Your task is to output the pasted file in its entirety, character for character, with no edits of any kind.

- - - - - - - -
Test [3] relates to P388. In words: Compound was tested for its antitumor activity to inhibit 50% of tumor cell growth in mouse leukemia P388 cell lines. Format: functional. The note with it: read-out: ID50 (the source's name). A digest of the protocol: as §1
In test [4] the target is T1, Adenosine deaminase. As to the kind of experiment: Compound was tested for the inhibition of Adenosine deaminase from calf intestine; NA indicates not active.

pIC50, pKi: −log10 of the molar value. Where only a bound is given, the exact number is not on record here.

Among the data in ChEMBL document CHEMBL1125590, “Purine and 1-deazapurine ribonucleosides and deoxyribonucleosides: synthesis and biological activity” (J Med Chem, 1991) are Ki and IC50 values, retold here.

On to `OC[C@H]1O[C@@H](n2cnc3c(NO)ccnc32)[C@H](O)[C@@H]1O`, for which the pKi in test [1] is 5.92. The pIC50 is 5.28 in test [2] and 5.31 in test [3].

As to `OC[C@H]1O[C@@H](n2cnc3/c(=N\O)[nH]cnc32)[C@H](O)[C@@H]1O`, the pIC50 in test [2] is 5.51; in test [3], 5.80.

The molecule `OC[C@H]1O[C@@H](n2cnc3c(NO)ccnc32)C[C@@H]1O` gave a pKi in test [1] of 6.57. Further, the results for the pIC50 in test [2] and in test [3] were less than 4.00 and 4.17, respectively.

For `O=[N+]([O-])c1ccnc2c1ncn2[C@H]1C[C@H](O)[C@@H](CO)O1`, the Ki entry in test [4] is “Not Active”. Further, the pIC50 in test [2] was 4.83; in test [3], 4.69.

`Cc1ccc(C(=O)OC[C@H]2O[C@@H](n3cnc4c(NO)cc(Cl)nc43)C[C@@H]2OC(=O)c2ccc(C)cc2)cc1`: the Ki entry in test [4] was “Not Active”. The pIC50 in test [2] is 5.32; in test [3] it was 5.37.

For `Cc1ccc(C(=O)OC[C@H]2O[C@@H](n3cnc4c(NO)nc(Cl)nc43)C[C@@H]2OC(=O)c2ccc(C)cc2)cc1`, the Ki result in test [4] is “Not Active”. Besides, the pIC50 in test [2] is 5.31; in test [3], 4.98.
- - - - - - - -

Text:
Test [3] relates to P388. In words: Compound was tested for its antitumor activity to inhibit 50% of tumor cell growth in mouse leukemia P388 cell lines. Format: functional. The note with it: read-out: ID50 (the source's name). A digest of the protocol: as §1
In test [4] the target is T1, Adenosine deaminase. As to the kind of experiment: Compound was tested for the inhibition of Adenosine deaminase from calf intestine; NA indicates not active.

pIC50, pKi: −log10 of the molar value. Where only a bound is given, the exact number is not on record here.

Among the data in ChEMBL document CHEMBL1125590, “Purine and 1-deazapurine ribonucleosides and deoxyribonucleosides: synthesis and biological activity” (J Med Chem, 1991) are Ki and IC50 values, retold here.

On to `OC[C@H]1O[C@@H](n2cnc3c(NO)ccnc32)[C@H](O)[C@@H]1O`, for which the pKi in test [1] is 5.92. The pIC50 is 5.28 in test [2] and 5.31 in test [3].

As to `OC[C@H]1O[C@@H](n2cnc3/c(=N\O)[nH]cnc32)[C@H](O)[C@@H]1O`, the pIC50 in test [2] is 5.51; in test [3], 5.80.

The molecule `OC[C@H]1O[C@@H](n2cnc3c(NO)ccnc32)C[C@@H]1O` gave a pKi in test [1] of 6.57. Further, the results for the pIC50 in test [2] and in test [3] were less than 4.00 and 4.17, respectively.

For `O=[N+]([O-])c1ccnc2c1ncn2[C@H]1C[C@H](O)[C@@H](CO)O1`, the Ki entry in test [4] is “Not Active”. Further, the pIC50 in test [2] was 4.83; in test [3], 4.69.

`Cc1ccc(C(=O)OC[C@H]2O[C@@H](n3cnc4c(NO)cc(Cl)nc43)C[C@@H]2OC(=O)c2ccc(C)cc2)cc1`: the Ki entry in test [4] was “Not Active”. The pIC50 in test [2] is 5.32; in test [3] it was 5.37.

For `Cc1ccc(C(=O)OC[C@H]2O[C@@H](n3cnc4c(NO)nc(Cl)nc43)C[C@@H]2OC(=O)c2ccc(C)cc2)cc1`, the Ki result in test [4] is “Not Active”. Besides, the pIC50 in test [2] is 5.31; in test [3], 4.98.